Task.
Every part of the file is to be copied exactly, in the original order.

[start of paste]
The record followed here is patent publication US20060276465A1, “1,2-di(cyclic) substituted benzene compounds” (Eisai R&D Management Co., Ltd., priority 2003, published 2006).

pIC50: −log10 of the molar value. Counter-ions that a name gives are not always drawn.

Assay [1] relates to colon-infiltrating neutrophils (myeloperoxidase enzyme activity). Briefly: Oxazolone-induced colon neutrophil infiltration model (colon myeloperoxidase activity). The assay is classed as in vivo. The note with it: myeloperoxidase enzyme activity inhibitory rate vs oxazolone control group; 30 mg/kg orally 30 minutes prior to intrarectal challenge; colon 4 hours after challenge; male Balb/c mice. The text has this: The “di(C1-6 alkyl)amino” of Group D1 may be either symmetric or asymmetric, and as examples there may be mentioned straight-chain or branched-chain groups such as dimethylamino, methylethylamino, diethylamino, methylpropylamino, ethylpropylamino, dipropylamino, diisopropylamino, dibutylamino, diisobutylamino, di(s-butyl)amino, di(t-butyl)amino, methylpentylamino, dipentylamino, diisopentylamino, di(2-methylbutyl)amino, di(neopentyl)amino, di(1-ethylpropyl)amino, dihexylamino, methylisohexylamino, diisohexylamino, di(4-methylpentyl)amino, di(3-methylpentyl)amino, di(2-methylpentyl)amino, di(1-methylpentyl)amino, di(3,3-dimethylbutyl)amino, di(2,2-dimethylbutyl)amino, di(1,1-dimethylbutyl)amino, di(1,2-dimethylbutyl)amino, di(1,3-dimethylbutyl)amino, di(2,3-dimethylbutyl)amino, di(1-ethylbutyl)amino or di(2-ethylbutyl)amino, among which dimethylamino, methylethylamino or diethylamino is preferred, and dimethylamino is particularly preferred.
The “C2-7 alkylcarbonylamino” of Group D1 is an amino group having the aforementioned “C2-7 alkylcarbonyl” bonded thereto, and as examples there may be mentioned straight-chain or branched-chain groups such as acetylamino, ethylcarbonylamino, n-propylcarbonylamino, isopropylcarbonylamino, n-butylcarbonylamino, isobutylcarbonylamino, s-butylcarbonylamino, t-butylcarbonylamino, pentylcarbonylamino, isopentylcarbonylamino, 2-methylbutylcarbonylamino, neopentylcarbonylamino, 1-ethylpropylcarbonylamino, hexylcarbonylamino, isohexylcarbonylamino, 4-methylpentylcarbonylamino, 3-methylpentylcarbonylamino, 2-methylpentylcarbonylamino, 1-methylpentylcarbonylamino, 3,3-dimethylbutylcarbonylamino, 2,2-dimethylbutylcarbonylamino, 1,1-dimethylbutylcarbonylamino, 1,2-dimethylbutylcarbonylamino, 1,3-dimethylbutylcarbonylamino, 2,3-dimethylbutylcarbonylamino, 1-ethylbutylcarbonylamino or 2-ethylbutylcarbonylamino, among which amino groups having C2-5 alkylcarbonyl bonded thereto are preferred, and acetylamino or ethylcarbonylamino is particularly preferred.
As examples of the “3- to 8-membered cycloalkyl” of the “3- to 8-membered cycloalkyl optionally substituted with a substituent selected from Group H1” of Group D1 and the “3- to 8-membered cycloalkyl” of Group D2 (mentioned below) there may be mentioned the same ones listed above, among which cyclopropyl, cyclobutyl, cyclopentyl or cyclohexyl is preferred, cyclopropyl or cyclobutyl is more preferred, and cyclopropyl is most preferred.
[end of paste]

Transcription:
The record followed here is patent publication US20060276465A1, “1,2-di(cyclic) substituted benzene compounds” (Eisai R&D Management Co., Ltd., priority 2003, published 2006).

pIC50: −log10 of the molar value. Counter-ions that a name gives are not always drawn.

Assay [1] relates to colon-infiltrating neutrophils (myeloperoxidase enzyme activity). Briefly: Oxazolone-induced colon neutrophil infiltration model (colon myeloperoxidase activity). The assay is classed as in vivo. The note with it: myeloperoxidase enzyme activity inhibitory rate vs oxazolone control group; 30 mg/kg orally 30 minutes prior to intrarectal challenge; colon 4 hours after challenge; male Balb/c mice. The text has this: The “di(C1-6 alkyl)amino” of Group D1 may be either symmetric or asymmetric, and as examples there may be mentioned straight-chain or branched-chain groups such as dimethylamino, methylethylamino, diethylamino, methylpropylamino, ethylpropylamino, dipropylamino, diisopropylamino, dibutylamino, diisobutylamino, di(s-butyl)amino, di(t-butyl)amino, methylpentylamino, dipentylamino, diisopentylamino, di(2-methylbutyl)amino, di(neopentyl)amino, di(1-ethylpropyl)amino, dihexylamino, methylisohexylamino, diisohexylamino, di(4-methylpentyl)amino, di(3-methylpentyl)amino, di(2-methylpentyl)amino, di(1-methylpentyl)amino, di(3,3-dimethylbutyl)amino, di(2,2-dimethylbutyl)amino, di(1,1-dimethylbutyl)amino, di(1,2-dimethylbutyl)amino, di(1,3-dimethylbutyl)amino, di(2,3-dimethylbutyl)amino, di(1-ethylbutyl)amino or di(2-ethylbutyl)amino, among which dimethylamino, methylethylamino or diethylamino is preferred, and dimethylamino is particularly preferred.
The “C2-7 alkylcarbonylamino” of Group D1 is an amino group having the aforementioned “C2-7 alkylcarbonyl” bonded thereto, and as examples there may be mentioned straight-chain or branched-chain groups such as acetylamino, ethylcarbonylamino, n-propylcarbonylamino, isopropylcarbonylamino, n-butylcarbonylamino, isobutylcarbonylamino, s-butylcarbonylamino, t-butylcarbonylamino, pentylcarbonylamino, isopentylcarbonylamino, 2-methylbutylcarbonylamino, neopentylcarbonylamino, 1-ethylpropylcarbonylamino, hexylcarbonylamino, isohexylcarbonylamino, 4-methylpentylcarbonylamino, 3-methylpentylcarbonylamino, 2-methylpentylcarbonylamino, 1-methylpentylcarbonylamino, 3,3-dimethylbutylcarbonylamino, 2,2-dimethylbutylcarbonylamino, 1,1-dimethylbutylcarbonylamino, 1,2-dimethylbutylcarbonylamino, 1,3-dimethylbutylcarbonylamino, 2,3-dimethylbutylcarbonylamino, 1-ethylbutylcarbonylamino or 2-ethylbutylcarbonylamino, among which amino groups having C2-5 alkylcarbonyl bonded thereto are preferred, and acetylamino or ethylcarbonylamino is particularly preferred.
As examples of the “3- to 8-membered cycloalkyl” of the “3- to 8-membered cycloalkyl optionally substituted with a substituent selected from Group H1” of Group D1 and the “3- to 8-membered cycloalkyl” of Group D2 (mentioned below) there may be mentioned the same ones listed above, among which cyclopropyl, cyclobutyl, cyclopentyl or cyclohexyl is preferred, cyclopropyl or cyclobutyl is more preferred, and cyclopropyl is most preferred.